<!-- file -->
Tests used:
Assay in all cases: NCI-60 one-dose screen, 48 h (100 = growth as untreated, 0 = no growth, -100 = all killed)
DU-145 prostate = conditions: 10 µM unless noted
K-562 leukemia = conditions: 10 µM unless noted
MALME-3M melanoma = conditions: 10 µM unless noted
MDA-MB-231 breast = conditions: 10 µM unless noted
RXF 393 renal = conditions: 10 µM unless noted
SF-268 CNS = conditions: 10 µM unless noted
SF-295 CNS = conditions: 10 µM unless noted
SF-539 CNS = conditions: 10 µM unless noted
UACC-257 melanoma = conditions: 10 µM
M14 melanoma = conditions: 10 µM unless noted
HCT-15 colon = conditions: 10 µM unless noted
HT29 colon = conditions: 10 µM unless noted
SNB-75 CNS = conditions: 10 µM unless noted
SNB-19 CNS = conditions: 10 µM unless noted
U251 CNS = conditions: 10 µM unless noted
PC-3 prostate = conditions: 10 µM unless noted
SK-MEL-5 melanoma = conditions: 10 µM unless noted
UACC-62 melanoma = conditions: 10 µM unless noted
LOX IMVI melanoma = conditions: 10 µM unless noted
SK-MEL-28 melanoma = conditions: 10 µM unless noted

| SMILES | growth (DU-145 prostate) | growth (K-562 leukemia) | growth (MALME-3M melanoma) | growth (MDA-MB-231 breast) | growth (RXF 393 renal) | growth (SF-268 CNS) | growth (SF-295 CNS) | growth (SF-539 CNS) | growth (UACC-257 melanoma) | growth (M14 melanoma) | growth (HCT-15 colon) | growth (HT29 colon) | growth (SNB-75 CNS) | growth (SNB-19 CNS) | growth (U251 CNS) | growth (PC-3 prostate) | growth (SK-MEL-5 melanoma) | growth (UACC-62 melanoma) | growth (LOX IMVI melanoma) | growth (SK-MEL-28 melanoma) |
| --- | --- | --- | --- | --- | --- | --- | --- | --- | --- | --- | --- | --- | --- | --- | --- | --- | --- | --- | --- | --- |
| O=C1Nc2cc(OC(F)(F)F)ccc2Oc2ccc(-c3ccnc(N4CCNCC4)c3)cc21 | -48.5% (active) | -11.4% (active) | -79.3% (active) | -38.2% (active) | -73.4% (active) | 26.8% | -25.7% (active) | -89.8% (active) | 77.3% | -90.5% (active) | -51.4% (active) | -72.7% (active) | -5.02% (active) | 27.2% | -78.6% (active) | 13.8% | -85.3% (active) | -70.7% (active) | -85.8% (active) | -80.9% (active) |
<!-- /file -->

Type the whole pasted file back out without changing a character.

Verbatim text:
Tests used:
Assay in all cases: NCI-60 one-dose screen, 48 h (100 = growth as untreated, 0 = no growth, -100 = all killed)
DU-145 prostate = conditions: 10 µM unless noted
K-562 leukemia = conditions: 10 µM unless noted
MALME-3M melanoma = conditions: 10 µM unless noted
MDA-MB-231 breast = conditions: 10 µM unless noted
RXF 393 renal = conditions: 10 µM unless noted
SF-268 CNS = conditions: 10 µM unless noted
SF-295 CNS = conditions: 10 µM unless noted
SF-539 CNS = conditions: 10 µM unless noted
UACC-257 melanoma = conditions: 10 µM
M14 melanoma = conditions: 10 µM unless noted
HCT-15 colon = conditions: 10 µM unless noted
HT29 colon = conditions: 10 µM unless noted
SNB-75 CNS = conditions: 10 µM unless noted
SNB-19 CNS = conditions: 10 µM unless noted
U251 CNS = conditions: 10 µM unless noted
PC-3 prostate = conditions: 10 µM unless noted
SK-MEL-5 melanoma = conditions: 10 µM unless noted
UACC-62 melanoma = conditions: 10 µM unless noted
LOX IMVI melanoma = conditions: 10 µM unless noted
SK-MEL-28 melanoma = conditions: 10 µM unless noted

| SMILES | growth (DU-145 prostate) | growth (K-562 leukemia) | growth (MALME-3M melanoma) | growth (MDA-MB-231 breast) | growth (RXF 393 renal) | growth (SF-268 CNS) | growth (SF-295 CNS) | growth (SF-539 CNS) | growth (UACC-257 melanoma) | growth (M14 melanoma) | growth (HCT-15 colon) | growth (HT29 colon) | growth (SNB-75 CNS) | growth (SNB-19 CNS) | growth (U251 CNS) | growth (PC-3 prostate) | growth (SK-MEL-5 melanoma) | growth (UACC-62 melanoma) | growth (LOX IMVI melanoma) | growth (SK-MEL-28 melanoma) |
| --- | --- | --- | --- | --- | --- | --- | --- | --- | --- | --- | --- | --- | --- | --- | --- | --- | --- | --- | --- | --- |
| O=C1Nc2cc(OC(F)(F)F)ccc2Oc2ccc(-c3ccnc(N4CCNCC4)c3)cc21 | -48.5% (active) | -11.4% (active) | -79.3% (active) | -38.2% (active) | -73.4% (active) | 26.8% | -25.7% (active) | -89.8% (active) | 77.3% | -90.5% (active) | -51.4% (active) | -72.7% (active) | -5.02% (active) | 27.2% | -78.6% (active) | 13.8% | -85.3% (active) | -70.7% (active) | -85.8% (active) | -80.9% (active) |